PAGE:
15,507 reputation
11351
bio website math.stackexchange.com/…
location
age
visits member for 11 months
seen 15 mins ago

Joshua King came to Cambridge from Hawkshead Grammar School. It was soon evident that the school had produced someone of importance. He became Senior Wrangler, and his reputation in Cambridge was immense. It was believed that nothing less than a Second Newton had appeared. They expected his work as a mathematician to make an epoch in the science. At an early age he became President of Queens’; later, he was Lucasian Professor. He published nothing; in fact, he did no mathematical work. But as long as he kept his health, he was an active and prominent figure in Cambridge, and he maintained his enormous reputation. When he died, it was felt that the memory of such an extraordinary man should not be permitted to die out, and that his papers should be published. So his papers were examined, and nothing whatever worth publishing was found.


6h
comment What fraction of sunlight could we deliberately block out with an occulter?
What an occult question. :-)
7h
comment Proper way to set up “Pac-Man” contour integral
Alternately, let $t=\dfrac1{1+x}$, and recognize the expression of the beta function in the new integral. Then, by expressing it in terms of the $\Gamma$ function, and using Euler's reflection formula, rewrite it in terms of elementary trigonometric functions.
17h
comment Contour Integral: $\int^{1}_{0}\frac{1}{\sqrt[n]{1-x^n}}dx$
See beta function.
17h
comment How to apply the alternating series test to the series $\sum (-1)^{n+1} n/2^n$?
This is a polylogarithm.
19h
answered Evaluating $\int x^2 \sqrt{x^2-1} dx$
22h
comment How to simplify this summation
This is a polylogarithm.
22h
answered How to simplify this summation
22h
revised How to simplify this summation
edited body
1d
comment Sum of series with two binomial coefficients
Hint: The key concept here is binomial series. On one hand, $\displaystyle\sum_{k=0}^\infty{k+n\choose n}x^k~$ is the binomial expansion of $\dfrac1{(1-x)^{n+1}}$ . On the other hand, $\displaystyle\sum_{k=n}^\infty{k\choose n}x^k=\dfrac{x^n}{(1-x)^{n+1}}$ .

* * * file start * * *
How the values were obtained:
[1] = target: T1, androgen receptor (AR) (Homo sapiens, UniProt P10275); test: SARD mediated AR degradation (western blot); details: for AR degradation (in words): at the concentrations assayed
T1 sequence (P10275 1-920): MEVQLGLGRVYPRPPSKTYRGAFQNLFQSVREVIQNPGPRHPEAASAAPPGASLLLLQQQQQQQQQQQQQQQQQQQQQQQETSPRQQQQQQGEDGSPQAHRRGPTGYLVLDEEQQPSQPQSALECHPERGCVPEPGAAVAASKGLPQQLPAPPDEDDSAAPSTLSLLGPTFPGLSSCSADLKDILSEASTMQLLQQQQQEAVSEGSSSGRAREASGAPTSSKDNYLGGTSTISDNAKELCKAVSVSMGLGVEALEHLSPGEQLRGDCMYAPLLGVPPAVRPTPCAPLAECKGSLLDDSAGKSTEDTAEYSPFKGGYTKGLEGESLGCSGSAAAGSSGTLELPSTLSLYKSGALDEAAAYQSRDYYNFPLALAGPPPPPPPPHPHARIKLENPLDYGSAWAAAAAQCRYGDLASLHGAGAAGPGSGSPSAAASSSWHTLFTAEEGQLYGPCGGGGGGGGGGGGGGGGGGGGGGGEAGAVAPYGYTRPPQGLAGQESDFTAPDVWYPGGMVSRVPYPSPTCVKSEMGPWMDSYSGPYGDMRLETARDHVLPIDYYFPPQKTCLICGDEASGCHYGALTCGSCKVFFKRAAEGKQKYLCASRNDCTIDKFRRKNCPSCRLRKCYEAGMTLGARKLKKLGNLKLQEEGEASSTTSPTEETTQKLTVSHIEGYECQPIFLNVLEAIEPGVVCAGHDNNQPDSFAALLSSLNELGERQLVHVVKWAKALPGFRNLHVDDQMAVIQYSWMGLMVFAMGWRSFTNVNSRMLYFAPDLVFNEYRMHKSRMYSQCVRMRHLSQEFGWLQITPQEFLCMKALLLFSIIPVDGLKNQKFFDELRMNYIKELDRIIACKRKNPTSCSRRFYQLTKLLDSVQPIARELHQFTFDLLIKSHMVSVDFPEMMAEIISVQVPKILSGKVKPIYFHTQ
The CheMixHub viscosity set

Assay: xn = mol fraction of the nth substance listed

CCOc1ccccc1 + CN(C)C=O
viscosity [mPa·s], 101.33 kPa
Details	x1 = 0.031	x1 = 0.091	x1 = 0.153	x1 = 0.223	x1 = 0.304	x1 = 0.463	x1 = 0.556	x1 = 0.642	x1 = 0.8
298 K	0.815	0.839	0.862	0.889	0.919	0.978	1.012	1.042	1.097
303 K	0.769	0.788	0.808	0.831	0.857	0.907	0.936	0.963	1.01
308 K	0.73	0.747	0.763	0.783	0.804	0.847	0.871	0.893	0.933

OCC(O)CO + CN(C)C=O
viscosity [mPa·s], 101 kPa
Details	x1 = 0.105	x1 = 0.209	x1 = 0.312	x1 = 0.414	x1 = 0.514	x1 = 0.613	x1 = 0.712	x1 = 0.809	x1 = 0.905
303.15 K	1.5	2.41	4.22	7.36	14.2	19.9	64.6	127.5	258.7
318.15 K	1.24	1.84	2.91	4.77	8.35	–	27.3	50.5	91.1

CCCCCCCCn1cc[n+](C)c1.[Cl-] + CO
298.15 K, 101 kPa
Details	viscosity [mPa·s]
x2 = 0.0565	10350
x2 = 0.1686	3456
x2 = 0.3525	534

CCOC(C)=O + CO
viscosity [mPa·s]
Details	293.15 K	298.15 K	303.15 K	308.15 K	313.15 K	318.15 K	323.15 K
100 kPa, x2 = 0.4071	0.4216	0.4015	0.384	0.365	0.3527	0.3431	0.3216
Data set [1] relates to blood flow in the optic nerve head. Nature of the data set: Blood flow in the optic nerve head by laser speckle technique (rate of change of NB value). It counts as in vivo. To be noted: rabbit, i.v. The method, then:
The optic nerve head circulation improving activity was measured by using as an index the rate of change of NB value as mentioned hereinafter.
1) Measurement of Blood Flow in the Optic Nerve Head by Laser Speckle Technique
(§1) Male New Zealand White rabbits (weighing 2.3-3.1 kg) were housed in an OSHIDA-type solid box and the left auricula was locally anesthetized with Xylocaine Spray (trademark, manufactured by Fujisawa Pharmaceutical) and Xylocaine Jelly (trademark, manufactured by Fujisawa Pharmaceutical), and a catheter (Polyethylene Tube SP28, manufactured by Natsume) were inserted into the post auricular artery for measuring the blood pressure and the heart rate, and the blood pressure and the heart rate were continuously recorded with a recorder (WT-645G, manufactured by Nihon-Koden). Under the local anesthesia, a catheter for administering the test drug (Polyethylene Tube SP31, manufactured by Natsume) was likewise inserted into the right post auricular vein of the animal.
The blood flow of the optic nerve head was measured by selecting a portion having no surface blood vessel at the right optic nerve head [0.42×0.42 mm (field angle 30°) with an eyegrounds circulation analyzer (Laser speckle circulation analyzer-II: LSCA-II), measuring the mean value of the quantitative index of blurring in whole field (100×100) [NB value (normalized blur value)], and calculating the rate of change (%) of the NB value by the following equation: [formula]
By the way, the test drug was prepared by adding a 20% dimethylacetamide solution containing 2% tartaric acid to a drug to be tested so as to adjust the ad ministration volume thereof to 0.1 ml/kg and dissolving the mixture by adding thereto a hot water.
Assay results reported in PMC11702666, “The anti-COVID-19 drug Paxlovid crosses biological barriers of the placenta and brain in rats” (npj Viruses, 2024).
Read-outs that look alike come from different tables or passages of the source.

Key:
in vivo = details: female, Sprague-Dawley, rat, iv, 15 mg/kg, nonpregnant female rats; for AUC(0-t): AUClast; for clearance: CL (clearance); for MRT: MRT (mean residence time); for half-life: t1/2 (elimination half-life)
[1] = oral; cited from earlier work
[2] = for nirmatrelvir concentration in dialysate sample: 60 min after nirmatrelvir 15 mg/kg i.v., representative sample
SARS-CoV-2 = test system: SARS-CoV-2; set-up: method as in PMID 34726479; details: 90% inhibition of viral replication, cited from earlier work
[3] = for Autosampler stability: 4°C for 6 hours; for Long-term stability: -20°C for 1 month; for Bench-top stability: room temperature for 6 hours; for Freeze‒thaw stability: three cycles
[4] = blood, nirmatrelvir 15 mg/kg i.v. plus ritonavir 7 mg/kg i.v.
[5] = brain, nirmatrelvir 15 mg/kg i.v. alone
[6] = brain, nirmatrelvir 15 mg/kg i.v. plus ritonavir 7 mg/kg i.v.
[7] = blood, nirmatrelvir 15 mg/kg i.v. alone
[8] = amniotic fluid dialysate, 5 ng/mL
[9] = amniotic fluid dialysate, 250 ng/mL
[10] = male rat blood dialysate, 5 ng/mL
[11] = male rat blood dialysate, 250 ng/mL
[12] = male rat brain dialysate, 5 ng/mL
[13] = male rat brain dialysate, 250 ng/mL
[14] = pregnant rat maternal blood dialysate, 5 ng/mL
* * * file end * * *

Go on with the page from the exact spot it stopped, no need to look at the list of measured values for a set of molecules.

1d
revised Where to learn integration techniques?
added 75 characters in body
2d
answered Evaluate $\int_0^\infty\frac{dl}{(r^2+l^2)^{\frac32}}$
2d
comment Show that $\int^\infty_0\left(\frac{\ln(1+x)} x\right)^2dx$ converge.
Its value is $\dfrac{\pi^2}3=2~\zeta(2)$, and, in general, by generalizing the value of the integrand's exponent to n, the definite integral can be expressed as a sum of zeta functions, $I_n=\displaystyle\sum_{k=2}^na_k~\zeta(k)$, where $a_k\in$ Q.
Jul
27
comment Prove ${\large\int}_{-1}^1\frac{dx}{\sqrt[3]{9+4\sqrt5\,x}\ \left(1-x^2\right)^{2/3}}=\frac{3^{3/2}}{2^{4/3}5^{5/6}\pi }\Gamma^3\left(\frac13\right)$
Perhaps it would be better to ask directly for a general approach to evaluating $\displaystyle\int_{0\text{ or }-1}^1(x^n+a)^m(1-x^p)^q~dx$. For $a=0$, the connection to the beta function is obvious.
Jul
27
comment Definite integral $\int_{-\pi/2}^{\pi/2}\cos^{2}\left(\theta\right)\,{\rm d}{\theta} $
See Wallis' integrals.
Jul
27
comment Find the flaw in my 1-page proof of the Four Color Theorem
See Alfred Kempe and Four Color Theorem: History.
Jul
27
comment Help with Complex integration
A similarly interesting identity would be $~\displaystyle\int_0^\infty\frac{\sin x}{\sinh x}~=~\frac\pi2\tanh\frac\pi2$
Jul
27
comment Prove $_2F_1\left(\frac13,\frac13;\frac56;-27\right)\stackrel{\color{#808080}?}=\frac47$
I used $100-200$ decimals of precision, and a polynomial degree of $20$.
Jul
27
comment Prove $_2F_1\left(\frac13,\frac13;\frac56;-27\right)\stackrel{\color{#808080}?}=\frac47$
Other special values are $x=-\dfrac13$ and $x=+\dfrac12$, for which the minimal polynomials are $9x^3-8$ and $16x^6-27$.
Jul
27
comment Prove $_2F_1\left(\frac13,\frac13;\frac56;-27\right)\stackrel{\color{#808080}?}=\frac47$
By changing the argument from $-27$ to $5$, we get one of the roots of $~5^5x^6+12^3=0$.
Jul
26
comment Prove ${\large\int}_0^\infty\left({_2F_1}\left(\frac16,\frac12;\frac13;-x\right)\right)^{12}dx\stackrel{\color{#808080}?}=\frac{80663}{153090}$
So, you are denying that $\displaystyle\sum_{n=1}^\infty n=-\frac1{12}$ , or that $\displaystyle\sum_{n=1}^\infty1=-\frac12$ ? :-)